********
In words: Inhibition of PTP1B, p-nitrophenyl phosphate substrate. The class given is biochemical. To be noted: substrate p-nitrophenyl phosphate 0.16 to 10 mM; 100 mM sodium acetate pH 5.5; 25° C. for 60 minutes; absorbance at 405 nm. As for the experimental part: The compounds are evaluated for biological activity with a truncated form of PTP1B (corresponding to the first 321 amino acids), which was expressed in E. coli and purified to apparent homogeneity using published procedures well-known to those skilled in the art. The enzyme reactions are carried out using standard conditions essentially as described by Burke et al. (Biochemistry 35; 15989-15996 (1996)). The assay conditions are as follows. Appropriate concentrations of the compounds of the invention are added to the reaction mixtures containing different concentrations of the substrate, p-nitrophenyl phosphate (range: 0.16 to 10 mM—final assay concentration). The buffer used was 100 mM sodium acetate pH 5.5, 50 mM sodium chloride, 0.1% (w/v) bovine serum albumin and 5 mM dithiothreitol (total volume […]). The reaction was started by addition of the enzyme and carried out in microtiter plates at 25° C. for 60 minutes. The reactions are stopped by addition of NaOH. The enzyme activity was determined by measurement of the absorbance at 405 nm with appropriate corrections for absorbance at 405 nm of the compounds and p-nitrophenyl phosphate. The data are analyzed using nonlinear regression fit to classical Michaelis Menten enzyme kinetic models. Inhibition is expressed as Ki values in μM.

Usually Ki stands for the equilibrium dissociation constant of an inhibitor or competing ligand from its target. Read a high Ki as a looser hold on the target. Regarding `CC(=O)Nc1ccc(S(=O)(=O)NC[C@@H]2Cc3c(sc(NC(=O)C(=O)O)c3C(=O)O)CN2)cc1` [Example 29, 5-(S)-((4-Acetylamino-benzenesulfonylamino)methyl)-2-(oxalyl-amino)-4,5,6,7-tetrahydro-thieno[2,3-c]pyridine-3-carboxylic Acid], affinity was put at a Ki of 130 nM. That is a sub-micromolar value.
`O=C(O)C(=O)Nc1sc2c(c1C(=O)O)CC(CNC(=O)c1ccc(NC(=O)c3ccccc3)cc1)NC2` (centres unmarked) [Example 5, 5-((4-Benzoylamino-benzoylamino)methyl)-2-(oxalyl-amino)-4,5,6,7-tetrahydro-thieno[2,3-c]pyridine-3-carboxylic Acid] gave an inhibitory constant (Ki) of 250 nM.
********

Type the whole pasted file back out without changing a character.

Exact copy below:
In words: Inhibition of PTP1B, p-nitrophenyl phosphate substrate. The class given is biochemical. To be noted: substrate p-nitrophenyl phosphate 0.16 to 10 mM; 100 mM sodium acetate pH 5.5; 25° C. for 60 minutes; absorbance at 405 nm. As for the experimental part: The compounds are evaluated for biological activity with a truncated form of PTP1B (corresponding to the first 321 amino acids), which was expressed in E. coli and purified to apparent homogeneity using published procedures well-known to those skilled in the art. The enzyme reactions are carried out using standard conditions essentially as described by Burke et al. (Biochemistry 35; 15989-15996 (1996)). The assay conditions are as follows. Appropriate concentrations of the compounds of the invention are added to the reaction mixtures containing different concentrations of the substrate, p-nitrophenyl phosphate (range: 0.16 to 10 mM—final assay concentration). The buffer used was 100 mM sodium acetate pH 5.5, 50 mM sodium chloride, 0.1% (w/v) bovine serum albumin and 5 mM dithiothreitol (total volume […]). The reaction was started by addition of the enzyme and carried out in microtiter plates at 25° C. for 60 minutes. The reactions are stopped by addition of NaOH. The enzyme activity was determined by measurement of the absorbance at 405 nm with appropriate corrections for absorbance at 405 nm of the compounds and p-nitrophenyl phosphate. The data are analyzed using nonlinear regression fit to classical Michaelis Menten enzyme kinetic models. Inhibition is expressed as Ki values in μM.

Usually Ki stands for the equilibrium dissociation constant of an inhibitor or competing ligand from its target. Read a high Ki as a looser hold on the target. Regarding `CC(=O)Nc1ccc(S(=O)(=O)NC[C@@H]2Cc3c(sc(NC(=O)C(=O)O)c3C(=O)O)CN2)cc1` [Example 29, 5-(S)-((4-Acetylamino-benzenesulfonylamino)methyl)-2-(oxalyl-amino)-4,5,6,7-tetrahydro-thieno[2,3-c]pyridine-3-carboxylic Acid], affinity was put at a Ki of 130 nM. That is a sub-micromolar value.
`O=C(O)C(=O)Nc1sc2c(c1C(=O)O)CC(CNC(=O)c1ccc(NC(=O)c3ccccc3)cc1)NC2` (centres unmarked) [Example 5, 5-((4-Benzoylamino-benzoylamino)methyl)-2-(oxalyl-amino)-4,5,6,7-tetrahydro-thieno[2,3-c]pyridine-3-carboxylic Acid] gave an inhibitory constant (Ki) of 250 nM.